CxGs+NLP: Call for papers

Construction Grammars and NLP (CxGs+NLP) Workshop: Call for Papers

👉Submission link:


Construction Grammars (CxG) approaches recognize all levels of linguistic structure as contributing meaning, which makes them a powerful tool for considering a wide variety of linguistic problems, from determining parts-of-speech to aspectual properties. How we look at these problems has an impact on a variety of related NLP and NLU applications, including parsing, question-answering and interactive information extraction, machine translation, language grounding in robotics, etc.  For many applications in the traditional NLP pipeline, existing assumptions that meaning is tied to individual lexical items and composed according to rules leave some language phenomena unaccounted for. CxGs offer theoretical solutions to such phenomena and have made headway in the development of computational resources such as constructions, but there is more to do in fruitfully bringing CxG theories to NLP applications. 

Similarly, recent advances in NLP, driven in large part by the introduction of pre-trained language models have led to the development of computational methods independent of a linguistic grounding. Although there exists work in attempting to understand the cognitive and linguistic feasibility of these models, such work remains in its infancy.

Given this dichotomy between the recent direction of NLP research and the closely related field of CxGs, we are excited to announce the CxGs + NLP workshop, aimed at bringing together researchers in the fields of Natural Language Processing and Construction Grammar so as to jump-start, what we believe is, an important conversation between these two complementary, yet currently disparate fields.

Our aim is to bring together theoretical and computational researchers interested in CxG approaches and encourage topics examining how theoretical research can inform computational approaches and applications, whether existing or needed in the future.  Thus, we invite original research papers from a range of topics, including but not limited to:

  • Theory and Linguistics
  • Formalisms for construction grammar
  • Natural Language Understanding (NLU)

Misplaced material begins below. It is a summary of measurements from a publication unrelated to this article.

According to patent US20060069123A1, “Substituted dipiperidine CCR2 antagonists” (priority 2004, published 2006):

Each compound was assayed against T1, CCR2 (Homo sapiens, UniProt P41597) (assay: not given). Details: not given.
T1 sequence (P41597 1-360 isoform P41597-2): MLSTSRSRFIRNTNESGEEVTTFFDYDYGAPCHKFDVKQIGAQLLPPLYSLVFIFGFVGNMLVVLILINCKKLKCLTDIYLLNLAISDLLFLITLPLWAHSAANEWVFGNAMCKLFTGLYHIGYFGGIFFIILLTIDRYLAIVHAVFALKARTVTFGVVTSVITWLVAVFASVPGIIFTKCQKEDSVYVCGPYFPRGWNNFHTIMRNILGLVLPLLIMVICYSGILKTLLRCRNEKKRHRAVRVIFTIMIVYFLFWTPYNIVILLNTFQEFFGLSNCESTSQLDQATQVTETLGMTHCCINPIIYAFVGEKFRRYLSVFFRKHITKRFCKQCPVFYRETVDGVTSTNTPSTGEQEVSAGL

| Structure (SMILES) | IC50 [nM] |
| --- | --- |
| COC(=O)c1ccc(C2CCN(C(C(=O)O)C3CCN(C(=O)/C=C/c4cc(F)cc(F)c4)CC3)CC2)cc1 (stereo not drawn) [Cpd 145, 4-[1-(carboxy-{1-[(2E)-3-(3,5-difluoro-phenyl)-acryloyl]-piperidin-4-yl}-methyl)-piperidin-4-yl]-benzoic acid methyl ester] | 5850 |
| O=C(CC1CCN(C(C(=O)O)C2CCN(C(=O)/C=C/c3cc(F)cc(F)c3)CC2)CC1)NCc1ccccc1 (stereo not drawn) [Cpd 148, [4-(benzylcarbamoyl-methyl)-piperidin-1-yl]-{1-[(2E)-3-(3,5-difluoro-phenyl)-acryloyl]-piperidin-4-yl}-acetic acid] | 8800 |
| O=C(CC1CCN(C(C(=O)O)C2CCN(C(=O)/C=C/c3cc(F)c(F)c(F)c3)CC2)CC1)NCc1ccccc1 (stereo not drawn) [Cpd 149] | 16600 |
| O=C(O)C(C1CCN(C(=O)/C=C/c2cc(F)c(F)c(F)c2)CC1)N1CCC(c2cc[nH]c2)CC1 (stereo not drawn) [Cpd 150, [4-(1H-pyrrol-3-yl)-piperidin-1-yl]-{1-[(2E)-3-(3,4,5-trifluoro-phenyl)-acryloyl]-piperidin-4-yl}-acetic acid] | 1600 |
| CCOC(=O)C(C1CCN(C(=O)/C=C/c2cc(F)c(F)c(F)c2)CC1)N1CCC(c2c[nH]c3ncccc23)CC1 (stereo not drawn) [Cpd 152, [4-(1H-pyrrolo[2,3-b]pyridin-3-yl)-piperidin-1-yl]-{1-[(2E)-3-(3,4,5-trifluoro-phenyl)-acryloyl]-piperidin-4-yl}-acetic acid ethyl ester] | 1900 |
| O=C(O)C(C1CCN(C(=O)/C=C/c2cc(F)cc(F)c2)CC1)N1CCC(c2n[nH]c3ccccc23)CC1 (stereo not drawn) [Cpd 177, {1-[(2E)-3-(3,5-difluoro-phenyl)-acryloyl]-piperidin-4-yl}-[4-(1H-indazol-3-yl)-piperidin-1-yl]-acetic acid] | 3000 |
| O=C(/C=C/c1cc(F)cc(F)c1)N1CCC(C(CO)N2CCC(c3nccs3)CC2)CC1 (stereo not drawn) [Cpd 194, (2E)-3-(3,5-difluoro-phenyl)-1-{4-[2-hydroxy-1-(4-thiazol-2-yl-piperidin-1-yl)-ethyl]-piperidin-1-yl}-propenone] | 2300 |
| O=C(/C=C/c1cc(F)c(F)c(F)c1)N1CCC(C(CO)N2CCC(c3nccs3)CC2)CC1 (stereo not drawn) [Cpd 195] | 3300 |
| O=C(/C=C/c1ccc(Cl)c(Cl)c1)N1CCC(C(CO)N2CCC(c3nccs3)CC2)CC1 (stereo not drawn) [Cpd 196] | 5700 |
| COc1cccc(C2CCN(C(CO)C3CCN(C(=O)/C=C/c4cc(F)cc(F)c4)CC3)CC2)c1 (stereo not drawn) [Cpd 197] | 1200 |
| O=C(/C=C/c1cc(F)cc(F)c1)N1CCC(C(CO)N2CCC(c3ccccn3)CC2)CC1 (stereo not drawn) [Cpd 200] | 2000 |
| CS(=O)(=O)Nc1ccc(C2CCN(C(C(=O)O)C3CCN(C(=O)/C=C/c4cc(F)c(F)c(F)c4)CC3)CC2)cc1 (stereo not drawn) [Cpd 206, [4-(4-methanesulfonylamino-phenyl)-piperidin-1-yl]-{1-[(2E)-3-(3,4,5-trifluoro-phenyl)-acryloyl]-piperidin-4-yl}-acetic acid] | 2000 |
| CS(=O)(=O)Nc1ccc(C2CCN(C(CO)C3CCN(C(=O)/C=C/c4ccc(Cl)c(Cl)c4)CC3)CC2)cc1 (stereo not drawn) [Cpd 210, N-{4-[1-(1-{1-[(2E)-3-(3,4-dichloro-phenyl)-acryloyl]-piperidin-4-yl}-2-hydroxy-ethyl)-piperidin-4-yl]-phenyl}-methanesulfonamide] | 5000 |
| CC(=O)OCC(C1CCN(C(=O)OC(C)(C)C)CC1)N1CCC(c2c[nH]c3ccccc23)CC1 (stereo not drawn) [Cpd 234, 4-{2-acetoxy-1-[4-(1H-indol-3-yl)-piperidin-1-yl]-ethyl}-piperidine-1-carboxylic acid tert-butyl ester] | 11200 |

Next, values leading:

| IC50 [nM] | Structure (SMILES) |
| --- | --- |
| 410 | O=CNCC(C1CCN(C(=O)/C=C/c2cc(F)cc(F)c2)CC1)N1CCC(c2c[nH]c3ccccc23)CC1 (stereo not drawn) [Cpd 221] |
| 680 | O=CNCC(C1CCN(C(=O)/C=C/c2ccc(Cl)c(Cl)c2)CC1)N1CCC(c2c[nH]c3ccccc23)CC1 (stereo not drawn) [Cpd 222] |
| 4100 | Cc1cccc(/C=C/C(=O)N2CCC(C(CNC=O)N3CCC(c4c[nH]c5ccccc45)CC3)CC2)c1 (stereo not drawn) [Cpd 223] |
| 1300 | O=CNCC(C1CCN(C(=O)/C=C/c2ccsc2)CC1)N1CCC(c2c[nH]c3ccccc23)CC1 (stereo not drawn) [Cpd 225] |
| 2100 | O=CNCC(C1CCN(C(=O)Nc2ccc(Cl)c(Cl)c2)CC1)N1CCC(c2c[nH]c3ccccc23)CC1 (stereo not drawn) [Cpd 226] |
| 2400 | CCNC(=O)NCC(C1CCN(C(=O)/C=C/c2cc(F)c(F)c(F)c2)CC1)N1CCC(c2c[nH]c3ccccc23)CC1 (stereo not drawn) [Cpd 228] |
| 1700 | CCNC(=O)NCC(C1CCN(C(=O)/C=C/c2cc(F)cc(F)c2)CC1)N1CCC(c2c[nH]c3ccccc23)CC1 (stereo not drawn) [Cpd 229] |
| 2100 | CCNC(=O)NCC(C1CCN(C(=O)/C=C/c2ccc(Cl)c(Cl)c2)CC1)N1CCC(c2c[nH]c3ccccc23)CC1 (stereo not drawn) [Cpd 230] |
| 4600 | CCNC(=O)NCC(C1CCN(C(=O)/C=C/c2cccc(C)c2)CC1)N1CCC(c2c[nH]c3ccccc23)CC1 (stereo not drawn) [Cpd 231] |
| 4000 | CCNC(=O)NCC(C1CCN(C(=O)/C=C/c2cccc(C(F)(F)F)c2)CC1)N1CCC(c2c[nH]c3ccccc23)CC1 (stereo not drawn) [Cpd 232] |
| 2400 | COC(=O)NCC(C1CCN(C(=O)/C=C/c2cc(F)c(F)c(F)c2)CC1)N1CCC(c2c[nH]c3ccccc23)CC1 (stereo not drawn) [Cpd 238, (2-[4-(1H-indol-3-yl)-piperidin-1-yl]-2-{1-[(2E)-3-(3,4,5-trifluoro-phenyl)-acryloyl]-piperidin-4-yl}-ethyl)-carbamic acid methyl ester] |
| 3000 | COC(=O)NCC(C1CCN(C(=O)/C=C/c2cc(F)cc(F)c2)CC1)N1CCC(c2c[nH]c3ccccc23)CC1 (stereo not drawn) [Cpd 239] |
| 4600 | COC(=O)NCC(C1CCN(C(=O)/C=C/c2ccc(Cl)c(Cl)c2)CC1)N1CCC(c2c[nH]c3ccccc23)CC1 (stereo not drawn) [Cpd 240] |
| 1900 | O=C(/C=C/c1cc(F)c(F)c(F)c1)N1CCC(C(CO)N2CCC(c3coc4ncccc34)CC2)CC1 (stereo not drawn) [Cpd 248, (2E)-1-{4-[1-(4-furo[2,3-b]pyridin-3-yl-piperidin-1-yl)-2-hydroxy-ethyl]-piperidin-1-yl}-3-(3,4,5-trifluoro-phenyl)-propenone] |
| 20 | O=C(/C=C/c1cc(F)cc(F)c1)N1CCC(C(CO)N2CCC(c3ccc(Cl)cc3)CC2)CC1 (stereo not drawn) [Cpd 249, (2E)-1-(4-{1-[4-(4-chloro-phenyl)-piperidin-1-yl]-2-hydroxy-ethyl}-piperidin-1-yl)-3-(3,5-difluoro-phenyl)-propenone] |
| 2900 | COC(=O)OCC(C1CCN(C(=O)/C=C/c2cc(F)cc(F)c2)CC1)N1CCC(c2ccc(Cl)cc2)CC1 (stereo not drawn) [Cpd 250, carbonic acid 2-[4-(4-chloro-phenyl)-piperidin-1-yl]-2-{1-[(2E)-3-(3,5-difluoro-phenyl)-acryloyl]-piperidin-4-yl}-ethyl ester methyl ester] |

• Opinion pieces on the interplay between CxGs and NLP
  • Constructions and Language Models (BERTology)
  • Constructicons and corpora annotated for construction grammar
  • Construction grammar learning and adaptation
  • Applications

In addition to the presentation of papers at the intersection of CxGs and NLP, we will have two invited speakers discussing the relation between these fields from different perspectives.  The workshop will also include a panel discussion consisting of experts from both fields discussing possible synergies between the two fields


The Georgetown University Round Table on Linguistics (GURT) is a peer-reviewed annual linguistics conference held continuously since 1949 at Georgetown University in Washington DC, with topics and co-located events varying from year to year. Under an overarching theme of ‘Computational and Corpus Linguistics’, GURT 2023 will feature four events, which are workshops or conferences focused on computational and corpus approaches to syntax but also covering theoretical issues: Universal Dependency Workshop (UDW), Depling, Treebanks and Linguistic Theory (TLT), and CxGs+NLP. All talks from all events will take place in a single (non-parallel) plenary session, with the papers from one event being presented contiguously.  The goal of co-locating these events to promote cross-fertilization of ideas across subcommunities. Proceedings will be published separately for each event, and will be available in the ACL Anthology.